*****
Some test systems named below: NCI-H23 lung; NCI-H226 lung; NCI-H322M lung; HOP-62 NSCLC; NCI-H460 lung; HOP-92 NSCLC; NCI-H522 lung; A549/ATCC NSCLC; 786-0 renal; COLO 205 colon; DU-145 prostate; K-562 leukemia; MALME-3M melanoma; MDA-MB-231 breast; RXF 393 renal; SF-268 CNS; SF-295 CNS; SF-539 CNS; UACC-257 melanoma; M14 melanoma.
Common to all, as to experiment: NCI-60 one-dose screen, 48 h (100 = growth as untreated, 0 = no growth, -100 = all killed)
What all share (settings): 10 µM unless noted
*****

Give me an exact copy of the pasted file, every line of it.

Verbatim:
Some test systems named below: NCI-H23 lung; NCI-H226 lung; NCI-H322M lung; HOP-62 NSCLC; NCI-H460 lung; HOP-92 NSCLC; NCI-H522 lung; A549/ATCC NSCLC; 786-0 renal; COLO 205 colon; DU-145 prostate; K-562 leukemia; MALME-3M melanoma; MDA-MB-231 breast; RXF 393 renal; SF-268 CNS; SF-295 CNS; SF-539 CNS; UACC-257 melanoma; M14 melanoma.
Common to all, as to experiment: NCI-60 one-dose screen, 48 h (100 = growth as untreated, 0 = no growth, -100 = all killed)
What all share (settings): 10 µM unless noted